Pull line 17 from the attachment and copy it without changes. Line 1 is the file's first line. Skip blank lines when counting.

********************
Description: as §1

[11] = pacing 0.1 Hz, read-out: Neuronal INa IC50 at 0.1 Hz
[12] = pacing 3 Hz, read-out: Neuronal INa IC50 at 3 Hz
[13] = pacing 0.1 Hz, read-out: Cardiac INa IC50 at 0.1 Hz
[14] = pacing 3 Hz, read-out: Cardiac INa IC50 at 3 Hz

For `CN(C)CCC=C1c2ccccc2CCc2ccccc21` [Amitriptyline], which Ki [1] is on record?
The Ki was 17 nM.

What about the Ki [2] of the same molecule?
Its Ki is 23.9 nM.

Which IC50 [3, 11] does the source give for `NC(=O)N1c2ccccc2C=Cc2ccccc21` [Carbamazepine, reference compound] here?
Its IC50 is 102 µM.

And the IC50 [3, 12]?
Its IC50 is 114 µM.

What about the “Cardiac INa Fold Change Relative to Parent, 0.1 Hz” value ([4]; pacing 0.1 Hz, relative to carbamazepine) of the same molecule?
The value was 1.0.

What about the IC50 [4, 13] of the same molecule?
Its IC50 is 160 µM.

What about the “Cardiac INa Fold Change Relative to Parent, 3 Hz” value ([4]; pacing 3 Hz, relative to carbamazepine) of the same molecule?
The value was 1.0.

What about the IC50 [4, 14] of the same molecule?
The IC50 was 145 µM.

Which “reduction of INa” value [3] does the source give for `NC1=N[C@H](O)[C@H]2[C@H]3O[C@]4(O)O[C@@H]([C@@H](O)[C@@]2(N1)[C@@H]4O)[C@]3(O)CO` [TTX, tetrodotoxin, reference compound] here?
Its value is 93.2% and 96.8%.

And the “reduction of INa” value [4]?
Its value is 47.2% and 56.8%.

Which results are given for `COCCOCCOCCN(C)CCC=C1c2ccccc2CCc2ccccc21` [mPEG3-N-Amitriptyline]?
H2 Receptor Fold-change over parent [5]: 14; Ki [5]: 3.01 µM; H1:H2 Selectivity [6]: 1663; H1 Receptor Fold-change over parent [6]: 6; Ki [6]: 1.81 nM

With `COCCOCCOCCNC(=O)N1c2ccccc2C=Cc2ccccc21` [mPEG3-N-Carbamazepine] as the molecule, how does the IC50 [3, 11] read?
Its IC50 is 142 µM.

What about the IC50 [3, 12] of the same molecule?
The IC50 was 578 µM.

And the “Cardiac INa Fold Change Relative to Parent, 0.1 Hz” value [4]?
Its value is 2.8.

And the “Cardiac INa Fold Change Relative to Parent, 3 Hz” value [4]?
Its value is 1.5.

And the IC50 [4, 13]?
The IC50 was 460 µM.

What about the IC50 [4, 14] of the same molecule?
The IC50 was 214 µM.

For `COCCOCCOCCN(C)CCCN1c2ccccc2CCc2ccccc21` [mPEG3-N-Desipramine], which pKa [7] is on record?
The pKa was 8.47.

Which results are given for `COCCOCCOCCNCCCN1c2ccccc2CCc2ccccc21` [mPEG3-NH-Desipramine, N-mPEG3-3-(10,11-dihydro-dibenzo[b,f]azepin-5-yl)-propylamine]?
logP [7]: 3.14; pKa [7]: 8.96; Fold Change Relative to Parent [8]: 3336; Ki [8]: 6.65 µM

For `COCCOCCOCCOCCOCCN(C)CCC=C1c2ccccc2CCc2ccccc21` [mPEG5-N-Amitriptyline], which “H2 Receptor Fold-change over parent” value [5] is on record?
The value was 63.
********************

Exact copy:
Its IC50 is 160 µM.